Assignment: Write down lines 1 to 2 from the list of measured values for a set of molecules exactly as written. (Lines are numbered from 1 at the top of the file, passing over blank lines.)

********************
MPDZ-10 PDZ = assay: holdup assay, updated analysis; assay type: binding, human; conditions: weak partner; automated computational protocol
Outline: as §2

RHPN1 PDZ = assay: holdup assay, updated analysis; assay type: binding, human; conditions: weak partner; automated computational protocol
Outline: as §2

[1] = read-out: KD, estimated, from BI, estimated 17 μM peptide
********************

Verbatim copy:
MPDZ-10 PDZ = assay: holdup assay, updated analysis; assay type: binding, human; conditions: weak partner; automated computational protocol
Outline: as §2